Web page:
Thursday, December 18, 2014

WINDS OF CHANGE by Lee Rowan

WINDS OF CHANGE

Lee Rowan

Publisher: Dreamspinner Press, October 30, 2014

Royal Navy Series, Book 2

This novel is published in a single edition with EYE OF THE STORM, which I will review in a few days.  Rest assured, you want both, I promise you.

Captain Smith is being promoted to a higher rated ship that has  had a number of odd circumstances occurring of late.  Weapons have been found drenched with mud.  Food in great quantities has been found dumped in a passageway.  Sailors have found broken equipment and more.  The conclusion: there is a saboteur aboard.  Smith takes Marshall and David Archer with him to the new ship to help him identify the saboteur and for whom he is working.  Their first assignment is to act like they are lovers.  Of course, we know they actually are, though they are quite circumspect aboard the ship.  Marshall is quite nervous about playing in to the saboteurs hands.

But this is just half the story, the other half giving the reviewer a headache with one [SPOILER] after another.  When the young men have provoked the saboteur into revealing himself, it is when he shoots Archer right in his chest.  Marshall is devastated, facing the loss of his life’s love.  He is faced with holding his emotions closely in check, not only not to express the depth of his grief, but not to seek a new love and risk losing again.  He arrives in Kingston, Jamaica, just in time to attend Archer’s funeral.  He soon learns that Archer is not dead but living with his cousin on Jamaica, deathly ill but expected to live.  He has the opportunity to spend two weeks alone with him, then faces an end to their love just the same.  The final spoiler is finding out whether the parting is final and irrevocable.  Now aren’t you glad I had to write this and not you?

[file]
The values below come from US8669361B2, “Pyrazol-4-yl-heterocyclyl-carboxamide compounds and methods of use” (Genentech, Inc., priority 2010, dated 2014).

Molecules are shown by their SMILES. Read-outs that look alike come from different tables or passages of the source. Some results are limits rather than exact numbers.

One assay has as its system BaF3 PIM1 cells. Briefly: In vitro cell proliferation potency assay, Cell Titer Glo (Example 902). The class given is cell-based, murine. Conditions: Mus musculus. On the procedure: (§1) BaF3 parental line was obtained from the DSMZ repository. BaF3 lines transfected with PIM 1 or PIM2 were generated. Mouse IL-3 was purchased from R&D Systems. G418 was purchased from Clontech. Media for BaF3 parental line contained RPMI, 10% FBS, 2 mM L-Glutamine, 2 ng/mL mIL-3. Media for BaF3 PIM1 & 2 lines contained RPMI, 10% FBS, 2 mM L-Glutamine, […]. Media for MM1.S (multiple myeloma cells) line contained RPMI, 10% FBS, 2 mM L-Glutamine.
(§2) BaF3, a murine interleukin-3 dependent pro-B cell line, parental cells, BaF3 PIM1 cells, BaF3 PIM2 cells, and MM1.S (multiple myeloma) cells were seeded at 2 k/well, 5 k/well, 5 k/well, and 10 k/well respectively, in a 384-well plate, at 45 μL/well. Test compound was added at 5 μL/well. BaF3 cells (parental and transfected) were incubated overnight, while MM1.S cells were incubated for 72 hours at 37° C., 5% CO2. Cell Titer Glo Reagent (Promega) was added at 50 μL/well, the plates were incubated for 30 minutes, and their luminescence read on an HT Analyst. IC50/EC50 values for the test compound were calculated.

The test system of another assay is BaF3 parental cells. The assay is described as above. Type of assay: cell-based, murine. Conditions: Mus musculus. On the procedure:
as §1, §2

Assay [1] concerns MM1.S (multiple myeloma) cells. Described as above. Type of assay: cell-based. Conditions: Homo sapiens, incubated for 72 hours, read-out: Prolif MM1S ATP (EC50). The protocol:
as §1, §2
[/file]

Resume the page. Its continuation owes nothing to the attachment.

WINDS OF CHANGE is a remarkably complex and expertly choreographed book.  I was quite astounded at how well Lee Rowan handled all the elaborate plot twists and bits of evidence.  She has a tendency to go a little overboard with the emotions, with Marshall agonizing over his loss and how to handle his future life, repeating himself at least twice, but other than this the story is so well told and so involved that I can’t say much about it except to praise it.  Her knowledge of tall ships seems authoritative to this landlubber’s ear, and the characters are distinctly drawn and credible.  The story will keep the reader riveted to the book, waiting every minute for the next action, the next bit of evidence to be revealed, and to find out just who is committing all these crimes.  Then in the second half of the book there are the heart wrenching sequences, the warm and loving and fairly explicit sex scenes, and watching how the two men will cope with the inevitable.

Read at your heart’s own risk.

And come back in a couple of days for a review of the sequel

, which is included in this publication.
Some of these reviews by Kit Moss reprinted with permission from MM Good Book Reviews. His reviews can also be found on GLBT Bookshelf. Learn more about Kit Moss at Shield-wall Productions.

* GLBT Bookshelf pays its bills with Amazon Associates referral fees. This is why we always give Amazon and only Amazon links to books. You are of course more than welcome to locate and buy the book from the publisher or another bookseller or to take the book out of the library to read it.

Christopher Hawthorne Moss now only reads and reviews books that are either historical or deal with transgender situations. If your book belongs in either category he will be pleasaed to read and review your book.

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Coming in August: FRANKIE AND JOHNNY by Christopher T. Moss